Hour of the Wolf was spawned at GenCon 2017 in a relatively disheveled hotel room at the Marriott.  A number of the authors assembled to start the process of crafting out closing off the Clan invasion, namely, the taking of Terra 1-2-3 and setting up the new era.   

Ending the Dark Ages was not an easy task.  First, there were a variety opinions of how we got into this situation with the Republic, the blackout, Fortress Republic, Devlin Stone’s identity, etc, that had never been addressed.  Not a lot of narratives made sense because, brace yourselves, they never really thought them through to begin with.  Some characters had contradictory info in different novels, which was a hoot and a half to sort through. One solution was to not answer the questions at all, keep the fans in the dark. I hate that crap. Tell the fans the truth (or at least a version of it) so we can move on.

Another key topic was dealing with the Republic of the Sphere.  The Republic was the Dark Ages to many fans.  There was at least one voice that wanted to keep a handful of worlds Republic.  I was against this.  It never catches on.  Remember the Chaos March?  Not a lot of fans wearing Chaos March t-shirts at GenCon. The Republic had to die in order for us to move forward. I know that sounds heartless, but that doesn’t mean you can’t play in that era.    

In the back of my mind I had a few things I kept thinking about.  One was Surrender Your Dreams, and making that mesh in seamlessly.  The Fidelis had to be addressed in some way.  I always knew what their eventual arc was going to be, but implementing it was tricky.        

The GenCon meeting was just the jumping off point.  Jason and I agreed on one front – Wolf’s Dragoons needed to be a part of this.  It would serve as a basis for some good stories. Their betrayal was mapped out from the beginning. Alaric was destined to turn on them.     

We all agreed that the Jade Falcons were going to try and mess things up for Clan Wolf, but I came up with the idiotic idea of bringing them into the fight against the Republic directly.  There were military reasons for this – namely I couldn’t envision Alaric beating the Republic and still being strong enough to beat the Falcons.  He was smarter than that.  Let Malvina do some of the bleeding for him…that was my thinking.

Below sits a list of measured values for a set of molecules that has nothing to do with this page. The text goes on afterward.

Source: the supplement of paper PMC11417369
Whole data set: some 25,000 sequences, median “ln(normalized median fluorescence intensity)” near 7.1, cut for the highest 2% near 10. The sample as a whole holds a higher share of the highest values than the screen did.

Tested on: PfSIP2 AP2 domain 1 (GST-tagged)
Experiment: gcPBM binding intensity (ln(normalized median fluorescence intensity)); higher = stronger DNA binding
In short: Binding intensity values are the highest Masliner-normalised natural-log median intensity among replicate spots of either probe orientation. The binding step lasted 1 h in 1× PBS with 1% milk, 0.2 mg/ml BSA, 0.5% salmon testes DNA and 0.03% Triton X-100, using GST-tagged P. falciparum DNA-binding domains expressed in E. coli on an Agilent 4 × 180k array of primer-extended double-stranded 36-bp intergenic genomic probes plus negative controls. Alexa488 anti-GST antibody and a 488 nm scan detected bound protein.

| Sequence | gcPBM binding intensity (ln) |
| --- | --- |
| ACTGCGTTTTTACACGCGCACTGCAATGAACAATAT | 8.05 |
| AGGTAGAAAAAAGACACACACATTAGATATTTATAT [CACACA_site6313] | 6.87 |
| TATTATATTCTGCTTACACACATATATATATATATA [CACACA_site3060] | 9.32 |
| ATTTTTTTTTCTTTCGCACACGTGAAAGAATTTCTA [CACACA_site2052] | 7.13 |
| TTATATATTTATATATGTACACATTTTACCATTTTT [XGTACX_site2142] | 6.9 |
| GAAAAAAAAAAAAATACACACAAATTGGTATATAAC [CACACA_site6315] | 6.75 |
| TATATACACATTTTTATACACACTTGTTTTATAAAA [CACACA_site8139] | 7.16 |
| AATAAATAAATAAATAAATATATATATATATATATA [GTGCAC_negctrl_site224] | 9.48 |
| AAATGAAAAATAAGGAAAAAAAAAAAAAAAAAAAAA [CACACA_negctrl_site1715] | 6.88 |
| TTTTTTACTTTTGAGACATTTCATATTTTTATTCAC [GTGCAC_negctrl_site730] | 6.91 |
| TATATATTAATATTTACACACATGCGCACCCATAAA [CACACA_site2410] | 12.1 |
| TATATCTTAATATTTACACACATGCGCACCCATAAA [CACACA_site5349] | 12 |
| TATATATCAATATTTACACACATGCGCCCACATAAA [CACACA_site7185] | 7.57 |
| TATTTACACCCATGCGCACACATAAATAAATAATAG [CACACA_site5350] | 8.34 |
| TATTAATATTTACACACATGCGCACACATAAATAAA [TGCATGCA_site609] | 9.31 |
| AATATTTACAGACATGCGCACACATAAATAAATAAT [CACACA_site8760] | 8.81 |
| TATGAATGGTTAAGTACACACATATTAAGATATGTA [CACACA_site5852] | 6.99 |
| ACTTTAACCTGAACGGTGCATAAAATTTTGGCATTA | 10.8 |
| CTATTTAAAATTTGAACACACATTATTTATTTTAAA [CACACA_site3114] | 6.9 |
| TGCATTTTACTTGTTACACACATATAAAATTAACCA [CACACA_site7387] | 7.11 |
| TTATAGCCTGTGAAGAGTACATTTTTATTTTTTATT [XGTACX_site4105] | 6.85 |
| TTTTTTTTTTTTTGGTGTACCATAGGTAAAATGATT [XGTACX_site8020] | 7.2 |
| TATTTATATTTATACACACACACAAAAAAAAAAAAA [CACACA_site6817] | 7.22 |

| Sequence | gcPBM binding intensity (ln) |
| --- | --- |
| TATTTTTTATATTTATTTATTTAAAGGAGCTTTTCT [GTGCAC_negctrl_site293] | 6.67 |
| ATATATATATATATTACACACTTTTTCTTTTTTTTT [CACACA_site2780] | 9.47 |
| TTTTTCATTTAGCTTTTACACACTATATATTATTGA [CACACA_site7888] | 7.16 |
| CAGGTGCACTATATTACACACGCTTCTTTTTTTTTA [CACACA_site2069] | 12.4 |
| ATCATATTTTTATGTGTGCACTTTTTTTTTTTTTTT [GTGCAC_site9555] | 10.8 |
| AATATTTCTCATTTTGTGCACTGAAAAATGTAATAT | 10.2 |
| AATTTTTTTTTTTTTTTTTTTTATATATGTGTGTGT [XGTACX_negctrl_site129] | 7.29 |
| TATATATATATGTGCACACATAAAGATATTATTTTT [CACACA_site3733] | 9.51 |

This launched weekly phone calls where we started to hash out the details.  John Helfers approached me and said, “We think you’re the guy to write this.”  I thought, wow, how cool is that?  John told me the title at that time. To me, it was too revealing, but what the hell. I was going to write a major spine novel in BattleTech.  

We wrote up where the Houses and Clans were and where we saw them going after Hour.  The goal was to have good storylines with what followed. 

For me, Hour (and the preceding novellas and novels) had a singular undercurrent.  “Don’t make the Clans look stupid.” The Clans historically have let their honor trip them up, robbing them of a lot of victories.  I never felt that was fair.  They would have studied Tukayyid.  They would know the flaws of their rede of honor and found ways to avoid having honor used against them.  They would not be ‘tricked’ into defeat after defeat.  At the same time they would not be infallible nor undefeatable. After a century in the Inner Sphere, the Clans were not morons. In fact, this learning would make them even more deadly.

I also wanted this to define the differences between the Wolves and the Jade Falcons.  They have distinct views of the future and values.  They are not cookie cutter either – there are people in the respective Clans that don’t support the direction their khans are going. There are undercurrents to today’s politics woven in there too.  I’d be shocked if you missed them. 

Being a historian, I incorporated interesting parallels where I thought appropriate.  Stone in the bunker, is like Hitler – only he’s waiting for Julian Davion not General Steiner.  Stone promoting people to knighthood while the rest of the world burns…pure Hitler.  Kalidessa Kerensky repainting her unit to fool the Republic – that was from the Battle of Yorktown during the American Civil War.  That big flanking maneuver with Alaric…that was Chancellorsville.  Being students of history, both Clans had a lot to leverage.